Ukraine on the frontline: Can democracies stop tyranny?



This year’s Globsec Bratislava Forum takes place “on the frontline of democracy,” said the group’s president Robert Vass.  Just 500km away, “people are paying the highest price for values that we take for granted,” he said.

It is the EU’s “moral duty” to admit Ukraine as a member state, said European Commission President Ursula von der Leyen (above).

“I think that it is not only in our strategic interest, but it is our moral duty to make it possible that they join our European Union, and that we pave the path towards our union,” she told the GLOBSEC 2022 Forum. Supporting Ukraine’s accession to the European Union “is not a burden, it is our historic responsibility.”

To restore peace in Europe, we must continue our support for Ukraine, said Zuzana Caputova, president of Slovakia. So that in its negotiations with Russia, the Ukrainians can decide on the nature of their relations w/ Moscow freely, and not under the barrel of a gun.

The character of the war means “we have different needs now,” said Ukraine Defense Minister ⁦Oleksii Reznikov. 

“Without free Ukraine there will be no free Belarus,” said Sviatlana Tsikhanouskaya, the leader of the Belarusian Democratic Movement. “But you cannot solve Ukraine and forget Belarus. Without free Belarus there will never be free Ukraine, there will always be a threat,” she told a panel of “Struggles on the Frontline: Can Democracies Stop Tyranny?”

⁩Russia’s invasion of Ukraine has led more Central and Eastern Europeans to see it as a threat, and has boosted support for EU and Nato membership, according to a regional opinion poll published by Globsec, the Slovak security think-tank. However, close to half of respondents in Hungary, Bulgaria and Slovakia do not place primary responsibility on Russia for the war in Ukraine, say reports.

The Globsec Trends 2022 poll – conducted in Bulgaria, the Czech Republic, Estonia, Lithuania, Latvia, Hungary, Poland, Romania and Slovakia at the end of March – shows that only in Bulgaria and Hungary has there not been a big increase in those perceiving Russia as a threat. Some 57% of Bulgarians still do not see Russia as a threat, while only 45% of Hungarians view Russia as a threat, while 35% there see it as a strategic partner.

“The distorted view of certain segments of populations towards events in Ukraine, combined with potential economic hardship ahead, could leave these vulnerable groups as potential targets for populist and autocratic leaders,” Globsec concluded, adding that some 54% of Slovak respondents believe conspiracy theories that secret groups rule the world.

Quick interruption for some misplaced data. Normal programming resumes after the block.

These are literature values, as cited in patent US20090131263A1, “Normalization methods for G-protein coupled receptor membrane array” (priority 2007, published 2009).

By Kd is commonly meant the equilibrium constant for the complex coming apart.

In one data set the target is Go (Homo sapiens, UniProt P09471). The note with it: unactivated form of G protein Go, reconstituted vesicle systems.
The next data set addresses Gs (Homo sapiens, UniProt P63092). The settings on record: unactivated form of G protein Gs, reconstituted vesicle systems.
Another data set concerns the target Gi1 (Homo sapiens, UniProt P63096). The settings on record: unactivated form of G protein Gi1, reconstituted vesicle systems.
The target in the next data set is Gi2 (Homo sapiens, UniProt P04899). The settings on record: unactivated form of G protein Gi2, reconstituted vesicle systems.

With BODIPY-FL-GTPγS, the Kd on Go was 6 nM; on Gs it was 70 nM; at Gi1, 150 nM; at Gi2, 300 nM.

“In addition, Slovakia excels in the sense of threat. Approximately half of the respondents in Slovakia feel that their values ​​and identity are threatened by the West or migrants, “added Dominika Hajdu, who runs the Center for Democracy and Resilience.

All democratic states should continue and increase their efforts in providing humanitarian aid and help Ukrainians fleeing their country as well as those internally displaced, said forum participants. The forum “expressed unwavering solidarity and support to the brave Ukrainian people, who are defending not only their own, but our common European freedom, values, and future.”

Moldova is not seeking shortcuts in its bid to join the European Union, President Maia Sandu said on Friday, in the wake of Russia’s Feb. 24 invasion of Ukraine. “Just granting candidate status doesn’t mean accepting us into the EU,” she told the GLOBSEC 2022 Bratislava Forum. “We are not looking for a shortcut, we realize we have a long way to go.”

“Democracy is like oxygen, you don’t appreciate it until you don’t have enough,” said former Estonian president Kersti Kaljulaid.

The world’s autocrats may appear resurgent, but such hegemony isn’t sustainable, NED President and CEO Damon Wilson (right, center) suggested.

The “bad guys are winning at the moment,” but he remains an optimist like his mentor, former US Secretary of State Madeleine Albright.

Do we have a Putin problem or a Russia problem? was another key question raised at the forum, said former Swedish prime minister Carl Bildt. “Both, you can argue. Putin was the one that launched this war, and it’s doubtful that anyone else would have done it. But then Russia has to decide whether it seeks to be a nation or an empire,” he said.

The resilience of Ukraine’s civil society impressed Katarina Mathernova, the European Commission Deputy Director General for Neighborhood and Enlargement.

“It is amazing how civil society has consolidated and strengthened in the face of the war,” she said.



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